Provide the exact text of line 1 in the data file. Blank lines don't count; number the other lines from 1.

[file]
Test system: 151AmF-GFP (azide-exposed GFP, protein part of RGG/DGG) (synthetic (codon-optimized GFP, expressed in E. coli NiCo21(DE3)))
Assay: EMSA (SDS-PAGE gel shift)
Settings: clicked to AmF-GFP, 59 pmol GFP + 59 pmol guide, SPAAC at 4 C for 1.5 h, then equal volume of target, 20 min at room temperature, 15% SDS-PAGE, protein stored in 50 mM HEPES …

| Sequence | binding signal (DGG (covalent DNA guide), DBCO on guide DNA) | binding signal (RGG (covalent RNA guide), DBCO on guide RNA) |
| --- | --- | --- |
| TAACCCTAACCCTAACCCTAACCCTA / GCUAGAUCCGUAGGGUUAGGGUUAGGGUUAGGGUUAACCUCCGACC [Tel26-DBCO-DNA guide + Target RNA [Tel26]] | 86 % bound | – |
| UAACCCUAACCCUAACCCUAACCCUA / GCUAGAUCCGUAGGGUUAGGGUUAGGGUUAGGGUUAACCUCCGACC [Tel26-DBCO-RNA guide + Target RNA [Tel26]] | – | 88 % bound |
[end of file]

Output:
Test system: 151AmF-GFP (azide-exposed GFP, protein part of RGG/DGG) (synthetic (codon-optimized GFP, expressed in E. coli NiCo21(DE3)))